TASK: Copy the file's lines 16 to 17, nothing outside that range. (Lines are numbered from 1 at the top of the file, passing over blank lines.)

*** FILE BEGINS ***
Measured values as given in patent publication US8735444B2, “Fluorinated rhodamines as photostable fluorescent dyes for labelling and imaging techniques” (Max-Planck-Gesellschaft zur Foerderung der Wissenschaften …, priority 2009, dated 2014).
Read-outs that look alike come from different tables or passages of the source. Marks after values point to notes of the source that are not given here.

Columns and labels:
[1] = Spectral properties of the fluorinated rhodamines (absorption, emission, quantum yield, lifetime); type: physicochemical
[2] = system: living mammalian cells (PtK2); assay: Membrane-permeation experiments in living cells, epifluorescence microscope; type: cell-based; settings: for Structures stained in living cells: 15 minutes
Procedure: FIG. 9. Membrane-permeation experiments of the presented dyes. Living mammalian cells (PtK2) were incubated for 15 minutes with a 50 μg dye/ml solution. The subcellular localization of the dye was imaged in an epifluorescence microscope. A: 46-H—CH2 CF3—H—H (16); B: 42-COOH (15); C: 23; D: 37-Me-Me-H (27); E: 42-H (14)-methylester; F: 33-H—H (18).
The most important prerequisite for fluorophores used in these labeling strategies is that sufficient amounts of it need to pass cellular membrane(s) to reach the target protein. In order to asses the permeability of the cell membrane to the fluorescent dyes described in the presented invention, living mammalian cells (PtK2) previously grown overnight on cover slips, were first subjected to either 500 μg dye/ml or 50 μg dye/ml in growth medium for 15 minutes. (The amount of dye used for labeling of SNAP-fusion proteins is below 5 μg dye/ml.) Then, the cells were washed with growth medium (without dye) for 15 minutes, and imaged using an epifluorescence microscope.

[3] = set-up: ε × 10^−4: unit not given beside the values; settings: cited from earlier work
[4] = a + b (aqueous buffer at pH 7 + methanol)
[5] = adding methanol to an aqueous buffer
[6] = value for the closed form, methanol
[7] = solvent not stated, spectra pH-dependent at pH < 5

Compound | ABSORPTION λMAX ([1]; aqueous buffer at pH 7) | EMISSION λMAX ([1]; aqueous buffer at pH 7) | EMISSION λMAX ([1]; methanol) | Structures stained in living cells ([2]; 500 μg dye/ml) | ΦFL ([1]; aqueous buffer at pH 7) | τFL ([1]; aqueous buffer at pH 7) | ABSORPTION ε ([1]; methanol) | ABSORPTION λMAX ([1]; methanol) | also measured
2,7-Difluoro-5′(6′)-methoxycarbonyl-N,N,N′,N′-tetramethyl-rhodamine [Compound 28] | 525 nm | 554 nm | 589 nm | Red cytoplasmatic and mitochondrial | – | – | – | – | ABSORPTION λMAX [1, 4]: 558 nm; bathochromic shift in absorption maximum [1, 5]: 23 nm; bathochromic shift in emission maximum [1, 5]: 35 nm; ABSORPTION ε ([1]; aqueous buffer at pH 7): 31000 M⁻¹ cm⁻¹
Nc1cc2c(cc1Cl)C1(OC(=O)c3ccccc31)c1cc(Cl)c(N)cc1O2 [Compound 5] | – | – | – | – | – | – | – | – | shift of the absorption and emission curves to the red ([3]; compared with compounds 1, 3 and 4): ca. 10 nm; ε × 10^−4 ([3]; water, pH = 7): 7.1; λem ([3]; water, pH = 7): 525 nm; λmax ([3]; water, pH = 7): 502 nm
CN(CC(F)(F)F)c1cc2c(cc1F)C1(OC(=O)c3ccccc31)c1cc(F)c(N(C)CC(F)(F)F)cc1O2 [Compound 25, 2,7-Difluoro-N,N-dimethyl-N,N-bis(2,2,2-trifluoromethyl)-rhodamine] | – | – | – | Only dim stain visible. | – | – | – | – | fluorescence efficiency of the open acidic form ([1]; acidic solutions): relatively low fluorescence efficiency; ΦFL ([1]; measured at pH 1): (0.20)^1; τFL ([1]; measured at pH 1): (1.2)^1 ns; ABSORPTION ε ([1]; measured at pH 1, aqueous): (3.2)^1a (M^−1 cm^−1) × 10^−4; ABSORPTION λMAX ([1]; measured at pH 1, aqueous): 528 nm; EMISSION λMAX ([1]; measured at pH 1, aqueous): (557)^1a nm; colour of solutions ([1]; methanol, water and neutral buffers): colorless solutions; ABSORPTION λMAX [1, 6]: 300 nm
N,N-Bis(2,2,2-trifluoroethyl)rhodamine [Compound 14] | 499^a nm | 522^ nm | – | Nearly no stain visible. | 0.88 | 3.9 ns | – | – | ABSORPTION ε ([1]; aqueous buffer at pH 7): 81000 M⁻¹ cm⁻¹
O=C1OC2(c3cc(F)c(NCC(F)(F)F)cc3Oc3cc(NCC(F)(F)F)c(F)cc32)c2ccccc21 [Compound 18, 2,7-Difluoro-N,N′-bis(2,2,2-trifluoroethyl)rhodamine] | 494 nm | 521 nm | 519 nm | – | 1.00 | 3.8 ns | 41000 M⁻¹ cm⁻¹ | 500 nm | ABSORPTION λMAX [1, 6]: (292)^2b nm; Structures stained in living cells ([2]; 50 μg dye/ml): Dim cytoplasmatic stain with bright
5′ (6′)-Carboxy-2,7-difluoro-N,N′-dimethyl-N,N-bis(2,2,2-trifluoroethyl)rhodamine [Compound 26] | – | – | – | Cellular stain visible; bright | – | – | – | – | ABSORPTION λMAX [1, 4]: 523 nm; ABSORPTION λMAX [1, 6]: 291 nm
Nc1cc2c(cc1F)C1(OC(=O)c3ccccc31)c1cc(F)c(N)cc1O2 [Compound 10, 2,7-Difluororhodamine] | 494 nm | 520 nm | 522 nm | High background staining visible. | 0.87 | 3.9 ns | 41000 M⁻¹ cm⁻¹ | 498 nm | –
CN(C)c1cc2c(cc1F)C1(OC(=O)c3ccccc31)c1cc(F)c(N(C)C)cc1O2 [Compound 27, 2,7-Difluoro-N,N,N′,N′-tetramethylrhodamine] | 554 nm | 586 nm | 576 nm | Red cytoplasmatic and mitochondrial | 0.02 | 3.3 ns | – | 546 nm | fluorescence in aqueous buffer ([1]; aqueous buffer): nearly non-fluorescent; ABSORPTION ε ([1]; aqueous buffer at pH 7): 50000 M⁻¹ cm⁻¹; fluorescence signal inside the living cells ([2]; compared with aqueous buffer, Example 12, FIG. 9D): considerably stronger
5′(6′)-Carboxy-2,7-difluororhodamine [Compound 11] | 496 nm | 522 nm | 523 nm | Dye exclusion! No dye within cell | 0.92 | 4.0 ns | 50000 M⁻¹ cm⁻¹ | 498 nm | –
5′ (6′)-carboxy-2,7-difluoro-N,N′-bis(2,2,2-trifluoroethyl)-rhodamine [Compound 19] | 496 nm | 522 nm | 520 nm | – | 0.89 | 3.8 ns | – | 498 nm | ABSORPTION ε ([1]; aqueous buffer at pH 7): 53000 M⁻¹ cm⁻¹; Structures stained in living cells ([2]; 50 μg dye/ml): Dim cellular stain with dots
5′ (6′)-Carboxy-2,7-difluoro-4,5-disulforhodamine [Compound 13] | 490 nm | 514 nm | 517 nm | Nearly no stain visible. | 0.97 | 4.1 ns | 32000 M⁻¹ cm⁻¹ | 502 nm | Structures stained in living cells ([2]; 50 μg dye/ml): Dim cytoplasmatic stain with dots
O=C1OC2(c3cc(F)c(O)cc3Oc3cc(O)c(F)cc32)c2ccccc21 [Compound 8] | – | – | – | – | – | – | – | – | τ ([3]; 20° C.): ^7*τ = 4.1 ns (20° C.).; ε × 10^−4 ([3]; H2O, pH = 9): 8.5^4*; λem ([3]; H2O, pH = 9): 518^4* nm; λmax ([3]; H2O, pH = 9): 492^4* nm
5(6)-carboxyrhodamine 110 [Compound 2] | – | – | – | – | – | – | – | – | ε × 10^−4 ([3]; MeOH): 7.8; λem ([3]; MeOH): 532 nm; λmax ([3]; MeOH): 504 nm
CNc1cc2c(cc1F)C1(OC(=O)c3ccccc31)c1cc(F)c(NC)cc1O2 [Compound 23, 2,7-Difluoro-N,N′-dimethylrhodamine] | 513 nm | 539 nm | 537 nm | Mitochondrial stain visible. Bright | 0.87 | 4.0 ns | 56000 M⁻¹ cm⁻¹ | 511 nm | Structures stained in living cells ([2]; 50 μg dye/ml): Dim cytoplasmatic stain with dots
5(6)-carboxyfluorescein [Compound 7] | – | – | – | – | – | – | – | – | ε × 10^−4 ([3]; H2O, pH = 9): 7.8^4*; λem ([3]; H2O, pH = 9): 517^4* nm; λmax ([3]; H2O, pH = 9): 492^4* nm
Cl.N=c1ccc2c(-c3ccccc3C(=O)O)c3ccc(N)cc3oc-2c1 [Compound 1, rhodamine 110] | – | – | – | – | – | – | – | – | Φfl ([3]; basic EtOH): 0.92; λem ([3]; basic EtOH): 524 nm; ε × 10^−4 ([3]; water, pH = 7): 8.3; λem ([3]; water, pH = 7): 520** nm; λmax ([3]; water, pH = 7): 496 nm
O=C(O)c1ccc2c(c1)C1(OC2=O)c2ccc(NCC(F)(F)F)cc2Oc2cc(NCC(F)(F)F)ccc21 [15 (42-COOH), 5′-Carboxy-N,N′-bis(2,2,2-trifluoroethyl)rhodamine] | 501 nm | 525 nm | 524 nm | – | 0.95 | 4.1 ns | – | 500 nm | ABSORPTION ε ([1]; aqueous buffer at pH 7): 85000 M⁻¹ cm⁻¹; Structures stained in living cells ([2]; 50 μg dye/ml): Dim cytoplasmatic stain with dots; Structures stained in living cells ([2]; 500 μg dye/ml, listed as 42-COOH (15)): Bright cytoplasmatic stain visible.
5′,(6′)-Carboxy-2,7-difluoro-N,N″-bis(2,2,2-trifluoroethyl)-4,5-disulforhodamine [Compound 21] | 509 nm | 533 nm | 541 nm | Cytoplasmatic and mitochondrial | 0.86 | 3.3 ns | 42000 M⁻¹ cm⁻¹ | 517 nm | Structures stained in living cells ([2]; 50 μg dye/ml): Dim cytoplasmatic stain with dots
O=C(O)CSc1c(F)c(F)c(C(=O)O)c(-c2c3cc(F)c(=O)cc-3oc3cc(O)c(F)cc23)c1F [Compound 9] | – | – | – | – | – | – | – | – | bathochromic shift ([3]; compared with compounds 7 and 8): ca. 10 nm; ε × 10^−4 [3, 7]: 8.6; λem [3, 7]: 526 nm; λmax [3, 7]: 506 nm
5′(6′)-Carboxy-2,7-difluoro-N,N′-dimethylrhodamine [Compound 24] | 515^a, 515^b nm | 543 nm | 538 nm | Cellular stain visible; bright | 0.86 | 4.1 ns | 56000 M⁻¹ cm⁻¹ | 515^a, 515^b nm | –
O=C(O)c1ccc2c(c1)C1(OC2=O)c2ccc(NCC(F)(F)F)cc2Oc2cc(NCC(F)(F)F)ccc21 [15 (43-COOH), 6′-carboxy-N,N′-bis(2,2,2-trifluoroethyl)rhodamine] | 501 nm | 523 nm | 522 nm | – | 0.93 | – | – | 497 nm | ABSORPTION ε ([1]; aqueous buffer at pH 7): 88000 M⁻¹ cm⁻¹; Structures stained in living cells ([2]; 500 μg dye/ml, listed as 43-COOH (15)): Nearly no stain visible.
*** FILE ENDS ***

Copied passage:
CN(CC(F)(F)F)c1cc2c(cc1F)C1(OC(=O)c3ccccc31)c1cc(F)c(N(C)CC(F)(F)F)cc1O2 [Compound 25, 2,7-Difluoro-N,N-dimethyl-N,N-bis(2,2,2-trifluoromethyl)-rhodamine] | – | – | – | Only dim stain visible. | – | – | – | – | fluorescence efficiency of the open acidic form ([1]; acidic solutions): relatively low fluorescence efficiency; ΦFL ([1]; measured at pH 1): (0.20)^1; τFL ([1]; measured at pH 1): (1.2)^1 ns; ABSORPTION ε ([1]; measured at pH 1, aqueous): (3.2)^1a (M^−1 cm^−1) × 10^−4; ABSORPTION λMAX ([1]; measured at pH 1, aqueous): 528 nm; EMISSION λMAX ([1]; measured at pH 1, aqueous): (557)^1a nm; colour of solutions ([1]; methanol, water and neutral buffers): colorless solutions; ABSORPTION λMAX [1, 6]: 300 nm
N,N-Bis(2,2,2-trifluoroethyl)rhodamine [Compound 14] | 499^a nm | 522^ nm | – | Nearly no stain visible. | 0.88 | 3.9 ns | – | – | ABSORPTION ε ([1]; aqueous buffer at pH 7): 81000 M⁻¹ cm⁻¹